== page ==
William Alwyn’s Third Symphony was written during 1955-1956. It had been commissioned by the BBC in 1954 and was dedicated to Richard Howgill, the then Controller of Music. Historically this must be one of the few major musical works where the composer kept a diary recording the progress of the piece. It is worth quoting his words as to how he developed the material for this work. He writes “… I use a new kind of twelve note system, the twelve notes used in a different way - in a tonal manner … I divided the twelve notes into two groups – eight semitones only are used in the first movement – the remaining four in the second movement.” He noted that in the last movement, “the two groups are used in opposition, but are combined in the final pages of the symphony as a comprehensive whole.”
 
If the foregoing gives the impression that this is a mathematical work that lacks inspiration or originality, then that is not the case. Alwyn has used his method lightly. The entire symphony is wholly consistent with itself. Quoting the composer again: “the thematic ideas on which the whole symphony is based are stated clearly and I hope concisely in the first few pages.” It is the development of these themes that gives the sense of genius to this work. This is a “stormy and passionate work, strongly rhythmic in the outer movements but finding tranquillity and repose in the middle movement” and more crucially in the last pages of the work.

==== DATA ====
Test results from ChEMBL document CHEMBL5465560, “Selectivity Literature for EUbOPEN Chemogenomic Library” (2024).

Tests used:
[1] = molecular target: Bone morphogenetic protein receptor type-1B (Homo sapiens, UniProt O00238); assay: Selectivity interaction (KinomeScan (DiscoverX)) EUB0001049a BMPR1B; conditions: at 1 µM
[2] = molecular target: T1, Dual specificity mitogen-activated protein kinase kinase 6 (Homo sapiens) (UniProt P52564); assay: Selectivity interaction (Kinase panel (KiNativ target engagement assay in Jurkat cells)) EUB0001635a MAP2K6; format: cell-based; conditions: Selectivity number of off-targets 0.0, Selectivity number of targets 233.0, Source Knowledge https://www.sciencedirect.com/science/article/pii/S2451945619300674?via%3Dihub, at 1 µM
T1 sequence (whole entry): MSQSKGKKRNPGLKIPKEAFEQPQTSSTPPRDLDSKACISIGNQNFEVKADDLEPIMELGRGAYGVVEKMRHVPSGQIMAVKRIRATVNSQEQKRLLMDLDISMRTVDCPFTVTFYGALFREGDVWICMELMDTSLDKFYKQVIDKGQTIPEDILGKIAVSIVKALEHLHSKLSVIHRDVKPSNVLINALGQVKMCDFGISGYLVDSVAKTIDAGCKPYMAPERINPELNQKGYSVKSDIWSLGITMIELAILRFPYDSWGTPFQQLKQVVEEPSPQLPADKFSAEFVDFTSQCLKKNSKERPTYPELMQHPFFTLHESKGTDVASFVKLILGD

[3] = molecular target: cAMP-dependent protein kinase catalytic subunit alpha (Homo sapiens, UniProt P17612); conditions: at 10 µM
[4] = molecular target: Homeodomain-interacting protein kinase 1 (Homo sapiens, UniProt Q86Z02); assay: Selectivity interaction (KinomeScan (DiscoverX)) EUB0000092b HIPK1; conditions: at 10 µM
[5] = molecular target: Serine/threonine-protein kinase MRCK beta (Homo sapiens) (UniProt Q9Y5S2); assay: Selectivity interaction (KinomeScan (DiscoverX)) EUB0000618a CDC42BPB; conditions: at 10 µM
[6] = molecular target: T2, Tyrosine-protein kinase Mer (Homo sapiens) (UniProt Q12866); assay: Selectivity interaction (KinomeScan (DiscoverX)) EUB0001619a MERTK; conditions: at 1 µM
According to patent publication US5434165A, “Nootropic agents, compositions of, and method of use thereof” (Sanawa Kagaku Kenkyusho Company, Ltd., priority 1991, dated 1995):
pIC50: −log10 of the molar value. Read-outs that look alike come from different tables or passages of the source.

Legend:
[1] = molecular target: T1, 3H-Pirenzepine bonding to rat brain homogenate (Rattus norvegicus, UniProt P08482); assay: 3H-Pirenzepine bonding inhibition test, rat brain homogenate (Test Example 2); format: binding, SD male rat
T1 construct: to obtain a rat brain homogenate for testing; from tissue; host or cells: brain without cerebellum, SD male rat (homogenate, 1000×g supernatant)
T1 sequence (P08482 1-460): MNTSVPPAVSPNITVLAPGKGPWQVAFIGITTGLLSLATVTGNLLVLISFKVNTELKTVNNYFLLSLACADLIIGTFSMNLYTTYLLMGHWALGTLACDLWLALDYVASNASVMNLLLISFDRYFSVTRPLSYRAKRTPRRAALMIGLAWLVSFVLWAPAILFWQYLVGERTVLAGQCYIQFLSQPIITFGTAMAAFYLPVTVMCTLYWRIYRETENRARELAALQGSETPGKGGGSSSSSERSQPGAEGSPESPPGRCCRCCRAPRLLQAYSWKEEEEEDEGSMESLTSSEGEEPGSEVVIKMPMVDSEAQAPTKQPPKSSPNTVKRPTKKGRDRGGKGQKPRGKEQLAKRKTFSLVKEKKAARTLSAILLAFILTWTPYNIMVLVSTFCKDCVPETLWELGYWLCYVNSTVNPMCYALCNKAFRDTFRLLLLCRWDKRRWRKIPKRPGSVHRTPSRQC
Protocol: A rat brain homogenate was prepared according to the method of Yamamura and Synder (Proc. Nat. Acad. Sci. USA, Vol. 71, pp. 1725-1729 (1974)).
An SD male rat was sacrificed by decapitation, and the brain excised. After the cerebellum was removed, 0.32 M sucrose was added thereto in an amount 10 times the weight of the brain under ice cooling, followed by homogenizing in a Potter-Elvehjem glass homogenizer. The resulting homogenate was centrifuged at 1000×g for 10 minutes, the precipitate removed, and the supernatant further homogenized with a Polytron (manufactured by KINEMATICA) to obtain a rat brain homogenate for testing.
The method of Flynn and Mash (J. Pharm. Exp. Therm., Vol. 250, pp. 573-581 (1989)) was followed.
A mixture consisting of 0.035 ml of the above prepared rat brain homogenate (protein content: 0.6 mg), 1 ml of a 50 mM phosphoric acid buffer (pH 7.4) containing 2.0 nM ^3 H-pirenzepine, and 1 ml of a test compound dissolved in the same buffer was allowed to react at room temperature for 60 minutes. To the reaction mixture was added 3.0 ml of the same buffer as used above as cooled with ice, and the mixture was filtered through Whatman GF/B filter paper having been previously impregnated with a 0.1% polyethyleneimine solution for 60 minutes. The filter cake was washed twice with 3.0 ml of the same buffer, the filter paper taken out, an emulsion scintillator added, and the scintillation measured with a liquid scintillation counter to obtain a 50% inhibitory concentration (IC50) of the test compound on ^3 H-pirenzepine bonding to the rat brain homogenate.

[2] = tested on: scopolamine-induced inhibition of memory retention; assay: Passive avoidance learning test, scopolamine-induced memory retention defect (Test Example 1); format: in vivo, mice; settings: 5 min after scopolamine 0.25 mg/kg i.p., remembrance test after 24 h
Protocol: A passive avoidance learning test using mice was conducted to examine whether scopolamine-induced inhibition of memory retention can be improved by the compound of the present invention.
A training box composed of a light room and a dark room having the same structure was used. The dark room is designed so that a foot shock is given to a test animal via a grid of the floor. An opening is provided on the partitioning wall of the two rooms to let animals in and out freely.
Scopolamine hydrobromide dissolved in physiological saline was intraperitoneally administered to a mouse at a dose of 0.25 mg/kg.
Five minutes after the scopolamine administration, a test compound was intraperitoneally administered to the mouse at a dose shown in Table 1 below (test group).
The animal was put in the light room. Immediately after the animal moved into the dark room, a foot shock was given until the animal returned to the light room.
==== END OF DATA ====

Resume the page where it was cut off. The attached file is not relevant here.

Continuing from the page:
It is a piece that can be mined for influences. Surely the worst thing that could be said is that it is merely ‘film’ music. Of course Alwyn was a master of that particular art – but he does not write disconnected episodes here - unity and design are critical to this work. Holst is never too far away in this piece – but this is no ‘Cold War’ Planets Suite. Again Vaughan Williams’ Fourth and Fifth Symphonies may have been influential, but are not parodied.
 
The last word must go to David Drew writing in the December 1956 issue of the Musical Times. He states that “because the unity is at the heart and not on the surface of the music, one is spared those embarrassing displays of motivic machinery which so often betray second-rate musical intelligence.”
 
The sound quality of this disk is not perfect: but then again it is over fifty years since these recordings were laid down. They were done in ‘glorious’ mono. That said, the listening experience is thoroughly enjoyable. And there is no doubt that they are live – the coughs and the shuffles and applause from the audience and players have been retained. From the perspective of the William Alywn it is a perfect record of a magnificent first performance of a work that was to become regarded as a major contribution to the British Symphonic Project.
 
Naturally, I recommend all enthusiasts of William Alwyn’s music to buy this CD. However I must say that the Grieg is great too!
 
John France

see also review by Rob Barnett